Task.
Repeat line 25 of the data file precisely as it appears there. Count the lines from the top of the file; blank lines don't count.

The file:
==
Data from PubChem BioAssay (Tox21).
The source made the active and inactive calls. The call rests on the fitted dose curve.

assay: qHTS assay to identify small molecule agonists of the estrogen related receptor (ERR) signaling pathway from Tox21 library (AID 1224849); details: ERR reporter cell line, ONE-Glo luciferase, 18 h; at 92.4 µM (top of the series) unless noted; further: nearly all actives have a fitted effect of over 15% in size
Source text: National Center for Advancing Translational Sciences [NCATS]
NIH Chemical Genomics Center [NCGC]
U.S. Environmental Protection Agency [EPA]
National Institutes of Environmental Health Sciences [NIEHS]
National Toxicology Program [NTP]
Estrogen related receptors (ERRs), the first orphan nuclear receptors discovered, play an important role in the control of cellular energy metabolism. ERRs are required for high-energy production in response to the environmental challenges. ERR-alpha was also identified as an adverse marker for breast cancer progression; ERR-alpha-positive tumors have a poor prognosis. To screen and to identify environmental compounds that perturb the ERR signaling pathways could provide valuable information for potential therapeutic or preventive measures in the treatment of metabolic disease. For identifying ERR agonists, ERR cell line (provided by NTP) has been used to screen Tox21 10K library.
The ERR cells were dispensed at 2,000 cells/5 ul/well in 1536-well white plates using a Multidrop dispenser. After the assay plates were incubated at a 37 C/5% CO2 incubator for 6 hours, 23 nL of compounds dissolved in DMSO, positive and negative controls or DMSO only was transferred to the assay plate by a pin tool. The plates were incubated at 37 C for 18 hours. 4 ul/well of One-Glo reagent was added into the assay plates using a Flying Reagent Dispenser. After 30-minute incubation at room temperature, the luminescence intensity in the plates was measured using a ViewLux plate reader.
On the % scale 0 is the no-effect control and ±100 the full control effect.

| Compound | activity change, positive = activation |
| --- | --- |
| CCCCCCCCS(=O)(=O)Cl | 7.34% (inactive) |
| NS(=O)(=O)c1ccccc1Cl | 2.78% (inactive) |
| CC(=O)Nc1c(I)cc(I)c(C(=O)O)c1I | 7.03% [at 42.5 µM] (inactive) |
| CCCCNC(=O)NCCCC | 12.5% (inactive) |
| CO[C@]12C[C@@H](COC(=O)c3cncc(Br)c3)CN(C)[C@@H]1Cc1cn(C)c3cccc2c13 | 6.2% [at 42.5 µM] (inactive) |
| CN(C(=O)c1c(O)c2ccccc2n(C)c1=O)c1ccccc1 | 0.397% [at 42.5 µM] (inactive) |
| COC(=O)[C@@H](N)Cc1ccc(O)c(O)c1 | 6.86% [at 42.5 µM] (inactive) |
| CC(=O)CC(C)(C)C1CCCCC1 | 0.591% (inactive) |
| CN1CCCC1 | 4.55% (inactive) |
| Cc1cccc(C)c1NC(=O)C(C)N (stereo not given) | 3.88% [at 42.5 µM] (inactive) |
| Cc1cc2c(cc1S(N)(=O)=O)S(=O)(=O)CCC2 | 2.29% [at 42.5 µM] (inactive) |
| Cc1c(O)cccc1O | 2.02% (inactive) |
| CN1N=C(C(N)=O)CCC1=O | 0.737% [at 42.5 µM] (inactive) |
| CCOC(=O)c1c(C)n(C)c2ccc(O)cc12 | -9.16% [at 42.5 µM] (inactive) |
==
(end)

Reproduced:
| Cc1c(O)cccc1O | 2.02% (inactive) |